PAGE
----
HANCOCK - Autism is a neurological condition which researchers and doctors are working to understand. One doctor who specializes in the condition presented his efforts during a talk Wednesday at Portage Health.
Dr. Allen T. Lewis of Integrative Pediatrics Medicine in Gahanna, Ohio, was presented by Copper Country Autism Awareness, which is an organization of parents and grandparents of children with autism.
Lewis said his 15-year-old son was diagnosed with autism 13 years ago, and at that time, he was told there was nothing that could be done for him.
Kurt Hauglie/Daily Mining Gazette
Dr. Allen T. Lewis talks about his treatments for autism Wednesday at Portage Health during a presentation sponsored by Copper Country Autism Awareness. Lewis said he’s had success with treatments involving nutrition and improving general health.
"That's not true," Lewis said.
Using a treatment method involving nutrition and improving general health, Lewis said he's been successful in treating children with autism, including his son. He also occasionally uses conventional drugs in his treatment, although to a smaller degree.
According to the website of the organization Autism Speaks, "Autism spectrum disorder (ASD) and autism are both general terms for a group of complex disorders of brain development. These disorders are characterized, in varying degrees, by difficulties in social interaction, verbal and nonverbal communication and repetitive behaviors. ASD can be associated with intellectual disability, difficulties in motor coordination and attention and physical health issues such as sleep and gastrointestinal disturbances. Some persons with ASD excel in visual skills, music, math and art."
Lewis said it's possible to unlock the full potential of a child with autism medically, and one therapy for every child is not enough.
"Medicine today has become too specialized," he said.
Lewis said there has been a significant rise in autism in the last 48 years. In 1966 in the United States, 1 in 2,500 children was said to have autism. In 2014, the rate is 1 in 68 children.
"It's unfortunately very common," he said.
Although part of that increase is better diagnosis, Lewis said that doesn't completely explain the increase.
Lewis said he's treated 4,500 children with autism, and each is different.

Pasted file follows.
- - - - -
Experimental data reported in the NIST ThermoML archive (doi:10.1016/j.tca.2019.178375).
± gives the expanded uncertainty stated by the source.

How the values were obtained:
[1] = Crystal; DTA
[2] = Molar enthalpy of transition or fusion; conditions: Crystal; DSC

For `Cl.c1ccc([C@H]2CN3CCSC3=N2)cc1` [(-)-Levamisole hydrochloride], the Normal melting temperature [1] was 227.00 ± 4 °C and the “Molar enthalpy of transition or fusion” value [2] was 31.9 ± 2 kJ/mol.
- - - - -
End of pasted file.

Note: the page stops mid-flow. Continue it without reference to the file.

"No two stories are the same," he said. "When we look at autism we look at a spectrum of disorders."
Lewis said ASD is a result of both genetic and environmental factors.
"Our biography becomes our biology," he said.
Research has shown that oxidation of various cells in the body is a contributing factor to the development of ASD, so Lewis said his treatment involves reducing oxidation through nutrition.
Lewis said children diagnosed with ASD also have other problems, such as sleep disorders and gastrointestinal disorders.
"Rarely do I see a child that doesn't have other problems," he said.
For the nutritional aspect of his treatment, Lewis said he encourages families to switch to a whole foods diet, especially organic food. Reducing a child's intake of gluten and casein - which is found in mammal milk products - are helpful in the treatment of autism.
"Health begins at the dinner table," he said.
Lewis said 75 percent of children he's been involved with showed an improvement with a change in diet.
Treatment includes making certain the child reduces the amount of electronic stimulants, such as iPods, television and video games, during the day, with nothing starting an hour before going to bed.
Lewis said if each child with autism and ASD is treated individually, there can be improvement.
"There's not a single miracle cure," he said. "Full recovery is possible."
After the presentation, Marion Gilles of Copper Country Autism Awareness said she thinks Lewis' information will be helpful to those in attendance.
"I think they're hearing things they hadn't heard before," she said.
Gilles, who has an 8-year-old grandson with autism, said there is no doctor in the Copper Country using Lewis' integrative approach to the treatment of the condition.
"We need somebody like this," she said.